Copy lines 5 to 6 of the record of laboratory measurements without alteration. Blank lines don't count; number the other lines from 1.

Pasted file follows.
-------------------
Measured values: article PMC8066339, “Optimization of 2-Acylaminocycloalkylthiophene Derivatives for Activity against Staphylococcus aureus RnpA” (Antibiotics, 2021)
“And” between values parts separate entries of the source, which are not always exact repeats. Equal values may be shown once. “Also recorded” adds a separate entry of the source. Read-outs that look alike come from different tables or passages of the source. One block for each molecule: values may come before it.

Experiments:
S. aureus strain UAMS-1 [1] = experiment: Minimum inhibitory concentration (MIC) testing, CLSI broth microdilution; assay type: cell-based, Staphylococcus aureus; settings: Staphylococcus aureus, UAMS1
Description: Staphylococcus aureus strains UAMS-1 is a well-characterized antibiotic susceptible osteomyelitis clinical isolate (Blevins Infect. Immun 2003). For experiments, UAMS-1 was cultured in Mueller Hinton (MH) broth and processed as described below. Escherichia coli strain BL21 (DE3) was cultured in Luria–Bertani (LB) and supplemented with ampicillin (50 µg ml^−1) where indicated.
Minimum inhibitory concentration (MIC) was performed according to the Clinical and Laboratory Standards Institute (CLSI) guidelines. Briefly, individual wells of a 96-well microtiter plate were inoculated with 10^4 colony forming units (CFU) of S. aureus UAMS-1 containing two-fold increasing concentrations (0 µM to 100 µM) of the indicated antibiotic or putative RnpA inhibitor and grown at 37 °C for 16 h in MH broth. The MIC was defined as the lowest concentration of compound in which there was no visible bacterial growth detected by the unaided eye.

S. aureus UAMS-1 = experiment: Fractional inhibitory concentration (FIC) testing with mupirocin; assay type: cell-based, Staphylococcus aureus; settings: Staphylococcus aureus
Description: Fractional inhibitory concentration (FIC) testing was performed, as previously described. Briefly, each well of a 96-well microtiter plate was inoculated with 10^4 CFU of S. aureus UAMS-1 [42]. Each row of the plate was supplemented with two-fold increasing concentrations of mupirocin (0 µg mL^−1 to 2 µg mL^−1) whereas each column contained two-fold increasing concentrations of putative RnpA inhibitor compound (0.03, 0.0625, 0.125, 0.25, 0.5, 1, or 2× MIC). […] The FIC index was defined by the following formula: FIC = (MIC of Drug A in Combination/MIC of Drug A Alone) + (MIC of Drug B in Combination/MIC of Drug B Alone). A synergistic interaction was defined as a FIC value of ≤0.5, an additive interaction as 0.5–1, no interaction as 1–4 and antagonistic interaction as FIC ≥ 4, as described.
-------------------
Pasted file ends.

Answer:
Description: Staphylococcus aureus strains UAMS-1 is a well-characterized antibiotic susceptible osteomyelitis clinical isolate (Blevins Infect. Immun 2003). For experiments, UAMS-1 was cultured in Mueller Hinton (MH) broth and processed as described below. Escherichia coli strain BL21 (DE3) was cultured in Luria–Bertani (LB) and supplemented with ampicillin (50 µg ml^−1) where indicated.
Minimum inhibitory concentration (MIC) was performed according to the Clinical and Laboratory Standards Institute (CLSI) guidelines. Briefly, individual wells of a 96-well microtiter plate were inoculated with 10^4 colony forming units (CFU) of S. aureus UAMS-1 containing two-fold increasing concentrations (0 µM to 100 µM) of the indicated antibiotic or putative RnpA inhibitor and grown at 37 °C for 16 h in MH broth. The MIC was defined as the lowest concentration of compound in which there was no visible bacterial growth detected by the unaided eye.